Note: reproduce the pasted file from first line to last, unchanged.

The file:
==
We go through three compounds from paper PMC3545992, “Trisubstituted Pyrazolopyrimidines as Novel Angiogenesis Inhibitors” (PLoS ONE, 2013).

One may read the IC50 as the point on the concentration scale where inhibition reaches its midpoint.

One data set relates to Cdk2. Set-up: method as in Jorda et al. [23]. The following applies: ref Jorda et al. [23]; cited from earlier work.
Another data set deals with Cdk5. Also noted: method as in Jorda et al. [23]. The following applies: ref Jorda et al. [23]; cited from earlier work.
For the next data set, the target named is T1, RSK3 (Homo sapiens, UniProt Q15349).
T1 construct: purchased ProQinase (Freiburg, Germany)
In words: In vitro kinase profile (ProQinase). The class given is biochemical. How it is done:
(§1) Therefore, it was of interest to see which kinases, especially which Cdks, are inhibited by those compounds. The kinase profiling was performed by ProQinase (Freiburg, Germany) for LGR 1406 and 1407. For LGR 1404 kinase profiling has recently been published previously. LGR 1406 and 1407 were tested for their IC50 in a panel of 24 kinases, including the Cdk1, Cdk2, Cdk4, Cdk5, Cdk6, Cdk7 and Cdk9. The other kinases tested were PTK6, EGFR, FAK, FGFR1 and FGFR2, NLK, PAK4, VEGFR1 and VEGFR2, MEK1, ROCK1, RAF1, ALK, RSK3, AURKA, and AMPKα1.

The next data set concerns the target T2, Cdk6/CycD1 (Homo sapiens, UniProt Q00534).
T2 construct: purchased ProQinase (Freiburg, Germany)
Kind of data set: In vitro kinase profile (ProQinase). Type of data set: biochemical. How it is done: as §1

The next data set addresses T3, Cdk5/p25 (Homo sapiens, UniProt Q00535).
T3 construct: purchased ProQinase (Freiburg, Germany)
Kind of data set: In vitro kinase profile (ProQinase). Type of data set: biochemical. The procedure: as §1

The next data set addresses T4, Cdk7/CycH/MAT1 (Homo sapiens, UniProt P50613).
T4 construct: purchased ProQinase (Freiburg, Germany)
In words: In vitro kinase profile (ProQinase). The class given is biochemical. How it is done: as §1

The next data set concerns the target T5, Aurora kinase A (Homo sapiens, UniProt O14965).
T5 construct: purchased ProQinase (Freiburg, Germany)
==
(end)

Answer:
We go through three compounds from paper PMC3545992, “Trisubstituted Pyrazolopyrimidines as Novel Angiogenesis Inhibitors” (PLoS ONE, 2013).

One may read the IC50 as the point on the concentration scale where inhibition reaches its midpoint.

One data set relates to Cdk2. Set-up: method as in Jorda et al. [23]. The following applies: ref Jorda et al. [23]; cited from earlier work.
Another data set deals with Cdk5. Also noted: method as in Jorda et al. [23]. The following applies: ref Jorda et al. [23]; cited from earlier work.
For the next data set, the target named is T1, RSK3 (Homo sapiens, UniProt Q15349).
T1 construct: purchased ProQinase (Freiburg, Germany)
In words: In vitro kinase profile (ProQinase). The class given is biochemical. How it is done:
(§1) Therefore, it was of interest to see which kinases, especially which Cdks, are inhibited by those compounds. The kinase profiling was performed by ProQinase (Freiburg, Germany) for LGR 1406 and 1407. For LGR 1404 kinase profiling has recently been published previously. LGR 1406 and 1407 were tested for their IC50 in a panel of 24 kinases, including the Cdk1, Cdk2, Cdk4, Cdk5, Cdk6, Cdk7 and Cdk9. The other kinases tested were PTK6, EGFR, FAK, FGFR1 and FGFR2, NLK, PAK4, VEGFR1 and VEGFR2, MEK1, ROCK1, RAF1, ALK, RSK3, AURKA, and AMPKα1.

The next data set concerns the target T2, Cdk6/CycD1 (Homo sapiens, UniProt Q00534).
T2 construct: purchased ProQinase (Freiburg, Germany)
Kind of data set: In vitro kinase profile (ProQinase). Type of data set: biochemical. How it is done: as §1

The next data set addresses T3, Cdk5/p25 (Homo sapiens, UniProt Q00535).
T3 construct: purchased ProQinase (Freiburg, Germany)
Kind of data set: In vitro kinase profile (ProQinase). Type of data set: biochemical. The procedure: as §1

The next data set addresses T4, Cdk7/CycH/MAT1 (Homo sapiens, UniProt P50613).
T4 construct: purchased ProQinase (Freiburg, Germany)
In words: In vitro kinase profile (ProQinase). The class given is biochemical. How it is done: as §1

The next data set concerns the target T5, Aurora kinase A (Homo sapiens, UniProt O14965).
T5 construct: purchased ProQinase (Freiburg, Germany)